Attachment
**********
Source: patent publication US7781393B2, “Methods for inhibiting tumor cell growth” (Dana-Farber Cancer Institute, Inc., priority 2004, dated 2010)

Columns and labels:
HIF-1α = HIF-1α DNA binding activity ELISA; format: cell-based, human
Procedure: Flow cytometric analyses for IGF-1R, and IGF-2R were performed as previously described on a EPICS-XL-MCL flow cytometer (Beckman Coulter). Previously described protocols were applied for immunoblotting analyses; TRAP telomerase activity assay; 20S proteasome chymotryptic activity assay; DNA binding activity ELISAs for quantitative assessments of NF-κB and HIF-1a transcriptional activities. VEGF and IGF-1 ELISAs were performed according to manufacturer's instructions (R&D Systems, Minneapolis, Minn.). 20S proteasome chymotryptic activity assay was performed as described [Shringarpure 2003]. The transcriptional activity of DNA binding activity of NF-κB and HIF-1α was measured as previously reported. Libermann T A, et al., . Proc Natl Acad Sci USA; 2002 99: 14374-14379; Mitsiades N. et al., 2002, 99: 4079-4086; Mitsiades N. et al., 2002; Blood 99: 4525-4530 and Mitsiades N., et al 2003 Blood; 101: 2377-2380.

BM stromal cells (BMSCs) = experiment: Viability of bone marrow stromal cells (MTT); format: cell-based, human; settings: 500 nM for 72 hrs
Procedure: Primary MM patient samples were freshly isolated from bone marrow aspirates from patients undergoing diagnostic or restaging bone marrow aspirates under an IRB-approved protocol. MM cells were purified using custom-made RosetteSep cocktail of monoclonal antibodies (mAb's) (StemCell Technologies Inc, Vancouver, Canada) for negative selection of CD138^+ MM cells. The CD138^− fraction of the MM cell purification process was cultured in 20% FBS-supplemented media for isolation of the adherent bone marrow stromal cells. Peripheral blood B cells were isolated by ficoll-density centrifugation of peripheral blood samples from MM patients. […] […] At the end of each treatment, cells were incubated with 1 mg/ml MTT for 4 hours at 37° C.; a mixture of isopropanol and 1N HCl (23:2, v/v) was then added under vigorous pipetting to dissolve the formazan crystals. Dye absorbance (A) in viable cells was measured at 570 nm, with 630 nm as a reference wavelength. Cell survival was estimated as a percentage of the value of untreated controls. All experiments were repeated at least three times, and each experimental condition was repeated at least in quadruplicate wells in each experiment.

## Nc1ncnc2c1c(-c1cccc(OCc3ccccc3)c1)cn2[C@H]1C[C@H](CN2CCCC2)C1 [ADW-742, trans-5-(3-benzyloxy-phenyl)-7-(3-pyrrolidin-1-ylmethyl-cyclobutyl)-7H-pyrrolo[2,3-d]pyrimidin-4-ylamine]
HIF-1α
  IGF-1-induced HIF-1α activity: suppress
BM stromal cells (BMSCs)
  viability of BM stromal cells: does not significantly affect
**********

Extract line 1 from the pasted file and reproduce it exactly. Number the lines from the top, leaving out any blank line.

Source: patent publication US7781393B2, “Methods for inhibiting tumor cell growth” (Dana-Farber Cancer Institute, Inc., priority 2004, dated 2010)